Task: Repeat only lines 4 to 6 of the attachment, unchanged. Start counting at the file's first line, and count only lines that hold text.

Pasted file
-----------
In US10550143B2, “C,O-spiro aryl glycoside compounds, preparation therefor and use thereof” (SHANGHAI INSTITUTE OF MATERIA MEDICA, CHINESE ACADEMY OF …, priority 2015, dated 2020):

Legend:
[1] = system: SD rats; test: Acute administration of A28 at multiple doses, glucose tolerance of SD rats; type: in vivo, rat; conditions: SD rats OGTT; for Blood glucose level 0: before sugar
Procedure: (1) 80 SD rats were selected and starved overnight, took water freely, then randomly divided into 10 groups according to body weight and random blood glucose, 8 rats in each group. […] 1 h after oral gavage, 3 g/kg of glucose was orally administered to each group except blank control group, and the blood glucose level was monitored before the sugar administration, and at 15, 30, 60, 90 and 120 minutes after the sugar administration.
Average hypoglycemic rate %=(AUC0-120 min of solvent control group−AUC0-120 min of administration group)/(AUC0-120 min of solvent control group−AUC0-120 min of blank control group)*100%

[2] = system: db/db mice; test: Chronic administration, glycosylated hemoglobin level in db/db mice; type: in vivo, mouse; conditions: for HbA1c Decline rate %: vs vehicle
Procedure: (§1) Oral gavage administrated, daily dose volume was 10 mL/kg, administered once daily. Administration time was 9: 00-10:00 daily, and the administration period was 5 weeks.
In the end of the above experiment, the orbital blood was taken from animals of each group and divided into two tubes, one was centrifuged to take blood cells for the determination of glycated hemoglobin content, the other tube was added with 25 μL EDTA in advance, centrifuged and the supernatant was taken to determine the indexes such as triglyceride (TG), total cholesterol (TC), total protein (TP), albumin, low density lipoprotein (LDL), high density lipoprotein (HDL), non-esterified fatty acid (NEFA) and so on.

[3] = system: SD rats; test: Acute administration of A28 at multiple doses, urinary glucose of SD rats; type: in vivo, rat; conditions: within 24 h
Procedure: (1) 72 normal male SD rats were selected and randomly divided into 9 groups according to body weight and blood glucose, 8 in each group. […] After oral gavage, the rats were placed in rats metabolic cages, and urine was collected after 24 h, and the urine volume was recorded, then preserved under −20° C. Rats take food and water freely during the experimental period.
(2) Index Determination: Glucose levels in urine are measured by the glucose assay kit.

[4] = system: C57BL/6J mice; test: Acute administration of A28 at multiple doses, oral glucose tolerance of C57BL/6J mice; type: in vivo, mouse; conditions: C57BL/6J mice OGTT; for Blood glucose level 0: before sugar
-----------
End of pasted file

Procedure: (1) 80 SD rats were selected and starved overnight, took water freely, then randomly divided into 10 groups according to body weight and random blood glucose, 8 rats in each group. […] 1 h after oral gavage, 3 g/kg of glucose was orally administered to each group except blank control group, and the blood glucose level was monitored before the sugar administration, and at 15, 30, 60, 90 and 120 minutes after the sugar administration.
Average hypoglycemic rate %=(AUC0-120 min of solvent control group−AUC0-120 min of administration group)/(AUC0-120 min of solvent control group−AUC0-120 min of blank control group)*100%

[2] = system: db/db mice; test: Chronic administration, glycosylated hemoglobin level in db/db mice; type: in vivo, mouse; conditions: for HbA1c Decline rate %: vs vehicle